However as winter approaches Monty becomes sad as he longs for a companion. Come Christmas Day, Sam gives Monty the present he has been dreaming of – a female penguin called Mabel.
Craig Inglis, marketing director at John Lewis, says the campaign aims to take people back to their childhood and tell a real story of love and friendship.
“At John Lewis, this time of year is all about helping our customers create their dream Christmas. We hope this uplifting tale of Sam’s love for his friend Monty will remind people of the magic of Christmas through a child’s eyes and inspire them to think how they can make the festive season extra special for their friends and loved ones,” he adds.
As in previous years, John Lewis has been teasing the ad online under the hashtag #montythepenguin and on TV, with idents on Channel 4 featuring a short clip from the full ad using the same hashtag and directing people to watch Gogglebox on Channel 4 on Friday (7 November), when the ad breaks.
It will also be online on YouTube, Facebook and Twitter from this morning as John Lewis looks to “reward” its biggest fans on social media with an early look at the campaign.
The TV spot will be supported by social media activity, with both Mabel and Monty getting their own Twitter profiles. Investment in this year’s campaign will again be around £7m, with £1m being spent on production – including using CGI technology and natural history footage to ensure the penguins look as realistic as possible – and a £6m media spend in partnership with Manning Gottlieb OMD.
“Bringing the ad to life”
John Lewis is also hoping to amplify the ad and add to the shopping experience through a series of in-store initiatives. A spokeswoman tells Marketing Week the aim is to bring the ad to life in the same way that Monty and Mabel are brought to life by Sam’s imagination.
All John Lewis stores – barring its smaller formats at Heathrow airport and St Pancras train station – will offer “Monty’s Den”, a dedicated space where kids can interact with the campaign. A lifesize Monty will be on hand for children to have their photo taken with, while an “Iceberg Station” will give families the opportunity to learn more about the Adelie penguin and the World Wildlife Fund’s “Adopt a Penguin” programme, which the retailer is supporting.
Focus on in-store technology
John Lewis has also made a big push into in-store technology. It will offer “Monty’s Goggles”, a pair of goggles that use virtual reality technology from Google and an app version of Monty’s Christmas storybook to create a virtual world for children to explore.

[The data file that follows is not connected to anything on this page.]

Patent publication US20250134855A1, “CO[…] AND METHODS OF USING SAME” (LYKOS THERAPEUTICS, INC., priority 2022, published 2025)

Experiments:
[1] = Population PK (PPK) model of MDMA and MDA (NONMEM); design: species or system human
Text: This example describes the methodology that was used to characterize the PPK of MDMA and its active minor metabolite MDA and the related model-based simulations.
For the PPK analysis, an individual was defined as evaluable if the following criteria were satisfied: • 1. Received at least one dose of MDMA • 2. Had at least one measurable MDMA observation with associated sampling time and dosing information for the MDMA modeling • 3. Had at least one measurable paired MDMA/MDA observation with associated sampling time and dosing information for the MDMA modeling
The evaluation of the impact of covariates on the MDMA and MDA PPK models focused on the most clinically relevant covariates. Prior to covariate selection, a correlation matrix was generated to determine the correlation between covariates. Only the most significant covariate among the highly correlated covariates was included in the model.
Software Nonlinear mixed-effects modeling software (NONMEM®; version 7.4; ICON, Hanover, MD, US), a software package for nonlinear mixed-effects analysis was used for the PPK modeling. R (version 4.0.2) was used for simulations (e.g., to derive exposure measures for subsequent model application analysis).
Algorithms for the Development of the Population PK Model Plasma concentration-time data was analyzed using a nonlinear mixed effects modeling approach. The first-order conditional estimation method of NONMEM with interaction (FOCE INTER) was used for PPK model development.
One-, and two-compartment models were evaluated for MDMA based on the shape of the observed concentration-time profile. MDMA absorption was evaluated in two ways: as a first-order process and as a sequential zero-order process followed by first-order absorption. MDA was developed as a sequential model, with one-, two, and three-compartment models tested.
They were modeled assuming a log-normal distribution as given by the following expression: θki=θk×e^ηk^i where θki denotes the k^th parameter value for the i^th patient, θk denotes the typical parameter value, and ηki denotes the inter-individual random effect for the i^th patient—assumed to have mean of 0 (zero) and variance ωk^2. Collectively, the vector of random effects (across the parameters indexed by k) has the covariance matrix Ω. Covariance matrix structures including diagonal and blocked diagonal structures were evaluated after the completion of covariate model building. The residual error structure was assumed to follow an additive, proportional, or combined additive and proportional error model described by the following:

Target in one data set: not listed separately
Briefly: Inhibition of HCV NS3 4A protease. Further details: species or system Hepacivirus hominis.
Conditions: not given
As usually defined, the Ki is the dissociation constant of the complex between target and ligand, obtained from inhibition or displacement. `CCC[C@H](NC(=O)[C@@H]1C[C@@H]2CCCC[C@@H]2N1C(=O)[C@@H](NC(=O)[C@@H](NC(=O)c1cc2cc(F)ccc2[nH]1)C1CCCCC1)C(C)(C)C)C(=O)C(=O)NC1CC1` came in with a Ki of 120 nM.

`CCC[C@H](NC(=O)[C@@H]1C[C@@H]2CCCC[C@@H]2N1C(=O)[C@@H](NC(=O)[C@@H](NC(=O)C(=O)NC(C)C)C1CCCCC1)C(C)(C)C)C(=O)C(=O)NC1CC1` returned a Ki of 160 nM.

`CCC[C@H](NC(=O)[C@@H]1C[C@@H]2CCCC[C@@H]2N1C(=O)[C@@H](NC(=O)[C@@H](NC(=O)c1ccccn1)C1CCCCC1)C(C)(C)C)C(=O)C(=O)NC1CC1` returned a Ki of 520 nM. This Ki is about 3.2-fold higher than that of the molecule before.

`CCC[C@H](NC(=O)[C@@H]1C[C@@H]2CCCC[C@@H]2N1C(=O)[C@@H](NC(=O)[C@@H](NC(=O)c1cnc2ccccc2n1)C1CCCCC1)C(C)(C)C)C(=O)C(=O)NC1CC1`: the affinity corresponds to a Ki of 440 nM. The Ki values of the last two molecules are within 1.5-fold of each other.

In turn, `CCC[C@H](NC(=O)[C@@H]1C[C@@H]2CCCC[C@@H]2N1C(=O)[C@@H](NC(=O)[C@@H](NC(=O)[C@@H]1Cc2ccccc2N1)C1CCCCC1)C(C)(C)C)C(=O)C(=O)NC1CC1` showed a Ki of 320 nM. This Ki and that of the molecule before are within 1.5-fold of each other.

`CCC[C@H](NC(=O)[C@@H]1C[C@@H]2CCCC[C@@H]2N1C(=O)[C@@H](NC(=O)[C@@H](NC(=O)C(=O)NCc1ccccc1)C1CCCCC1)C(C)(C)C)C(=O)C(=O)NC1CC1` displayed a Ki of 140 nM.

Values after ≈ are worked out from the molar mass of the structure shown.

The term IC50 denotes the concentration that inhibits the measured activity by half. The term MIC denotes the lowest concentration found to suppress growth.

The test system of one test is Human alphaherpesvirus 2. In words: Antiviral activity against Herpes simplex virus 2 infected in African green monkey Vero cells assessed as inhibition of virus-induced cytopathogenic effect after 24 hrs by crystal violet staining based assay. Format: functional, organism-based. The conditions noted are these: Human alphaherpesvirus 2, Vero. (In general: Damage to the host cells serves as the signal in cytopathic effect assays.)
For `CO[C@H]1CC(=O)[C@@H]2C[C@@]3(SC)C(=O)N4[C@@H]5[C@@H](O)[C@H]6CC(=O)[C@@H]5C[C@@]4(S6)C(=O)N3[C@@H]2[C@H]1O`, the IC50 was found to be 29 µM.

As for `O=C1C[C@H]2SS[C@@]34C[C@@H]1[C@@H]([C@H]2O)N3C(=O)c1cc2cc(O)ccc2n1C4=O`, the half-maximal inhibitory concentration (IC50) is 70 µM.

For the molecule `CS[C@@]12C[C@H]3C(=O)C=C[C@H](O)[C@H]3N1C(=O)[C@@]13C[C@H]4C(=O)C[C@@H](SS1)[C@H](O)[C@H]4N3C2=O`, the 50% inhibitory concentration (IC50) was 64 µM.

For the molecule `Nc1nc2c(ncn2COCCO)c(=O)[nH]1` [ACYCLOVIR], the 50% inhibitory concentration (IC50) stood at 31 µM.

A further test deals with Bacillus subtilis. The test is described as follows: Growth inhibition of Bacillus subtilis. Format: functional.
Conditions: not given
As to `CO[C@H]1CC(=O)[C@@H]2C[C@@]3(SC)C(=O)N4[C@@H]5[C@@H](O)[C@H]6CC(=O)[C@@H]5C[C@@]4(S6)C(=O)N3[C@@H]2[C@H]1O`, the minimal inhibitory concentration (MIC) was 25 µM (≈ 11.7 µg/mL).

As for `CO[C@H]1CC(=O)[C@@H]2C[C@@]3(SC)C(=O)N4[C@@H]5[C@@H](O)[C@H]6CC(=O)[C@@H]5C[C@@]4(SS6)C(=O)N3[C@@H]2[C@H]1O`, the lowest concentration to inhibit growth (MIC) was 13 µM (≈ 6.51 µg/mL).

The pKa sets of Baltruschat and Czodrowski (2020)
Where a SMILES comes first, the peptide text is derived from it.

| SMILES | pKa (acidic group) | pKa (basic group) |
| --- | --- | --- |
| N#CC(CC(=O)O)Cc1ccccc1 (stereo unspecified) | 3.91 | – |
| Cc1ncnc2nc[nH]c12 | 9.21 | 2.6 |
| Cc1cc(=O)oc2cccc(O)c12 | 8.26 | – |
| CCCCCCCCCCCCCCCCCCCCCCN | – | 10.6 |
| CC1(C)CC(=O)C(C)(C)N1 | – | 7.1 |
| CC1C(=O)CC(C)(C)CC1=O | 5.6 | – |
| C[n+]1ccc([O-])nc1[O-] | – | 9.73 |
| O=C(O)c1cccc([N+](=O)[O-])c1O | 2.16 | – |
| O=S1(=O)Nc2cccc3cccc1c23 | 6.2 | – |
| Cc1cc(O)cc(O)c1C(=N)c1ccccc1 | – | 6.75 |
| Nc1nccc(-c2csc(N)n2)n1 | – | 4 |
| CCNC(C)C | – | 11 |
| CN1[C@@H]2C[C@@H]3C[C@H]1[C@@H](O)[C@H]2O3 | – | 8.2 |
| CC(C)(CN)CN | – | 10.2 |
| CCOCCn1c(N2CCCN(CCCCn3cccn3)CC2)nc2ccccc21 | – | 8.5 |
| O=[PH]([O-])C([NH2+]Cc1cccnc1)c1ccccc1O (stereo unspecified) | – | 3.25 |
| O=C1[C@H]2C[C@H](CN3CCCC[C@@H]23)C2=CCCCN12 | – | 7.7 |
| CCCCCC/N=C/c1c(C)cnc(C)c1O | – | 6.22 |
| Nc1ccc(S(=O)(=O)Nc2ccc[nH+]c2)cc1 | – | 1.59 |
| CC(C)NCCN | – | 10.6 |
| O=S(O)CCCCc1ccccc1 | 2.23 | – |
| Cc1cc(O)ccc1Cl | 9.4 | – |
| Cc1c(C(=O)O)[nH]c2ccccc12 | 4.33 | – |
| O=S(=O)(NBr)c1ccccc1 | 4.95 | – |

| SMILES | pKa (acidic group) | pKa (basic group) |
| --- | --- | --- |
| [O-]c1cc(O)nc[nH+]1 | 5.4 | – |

John Lewis claims to be the first brand to use the technology, dubbed Google Cardboard, in a marketing campaign.
The retailer has also worked with Microsoft on “Monty’s Magical Toy Machine”, which will be available at its Oxford Street store. Children will be able to bring in their toys and have them scanned by photogrammetry technology so they appear in screen as a moving 3D image.
Microsoft’s motion-sensing technology Kinect will then scan the children so they can be pictured dancing alongside their toys.
John Lewis will also bring the campaign to life in its shop windows, bringing it “to the forefront” for the first time. All John Lewis shops will feature penguins alongside products to reinforce the brand message while the Oxford Street store will feature a colony of penguins interacting with home, fashion and technology products.
As with last year, there will be a range of merchandise, from cuddly Monty and Mabel toys, to a Christmas story book, umbrellas and onesies.
The John Lewis ad buzz
John Lewis was one of the big winners over the festive period last year, with sales up 6.9% to a record £734m. It credited its marketing activity, which featured the animated “The Bear and The Hare” story, for playing a role in its success.
The launch of the John Lewis ad has become an event in its own right, rivalling Super Bowl ads in terms of expectation, hype and social buzz and chatter. The retailer has hoped to make the most of this by boosting merchandising and launching integrated campaigns that shift seamlessly between online, broadcast media and stores.
All the ads since John Lewis made a return to the small screen in Christmas 2007 following three years away tread a similar path, eschewing celebrities, glitz and glamour to focus on telling a story that reflects its brand position around “thoughtful giving”.
Take a look at its previous ads below:
2013 – The Bare and the Hare
John Lewis’ first move into animation, the ad featured a hare waking up his hibernating friend the bear so he could experience Christmas. Lily Allen sang the son while the retailer has to get Simon Cowell himself to sign off a deal with ITV to take over a whole ad break of the X Factor to premier the ad to the waiting public.
2012 – The Journey
This was the year of the snowman who goes to great lengths to find the perfect gift, journeying from the country to a city to buy a hat, scarf and gloves for his snowwoman. It was accompanied by singer Gabrielle Aplin’s version of Frankie Goes to Hollywood’s “The Power of Love”.
2011 – The Long Wait
The year the buzz really began. The ad shows a young boy waiting for Christmas, with the twist at the end revealing that he actually can’t wait to give his parents their presents.
2010 – Your Song
Craig Inglis took over as marketing director and his first Christmas campaign depicted people trying to wrap and hide presents for loved ones. However it also courted controversy, with people criticising a scene in which a dog is left out in the cold as “heartless” and “irresponsible”. It then cut the scene, apologising for any concern caused.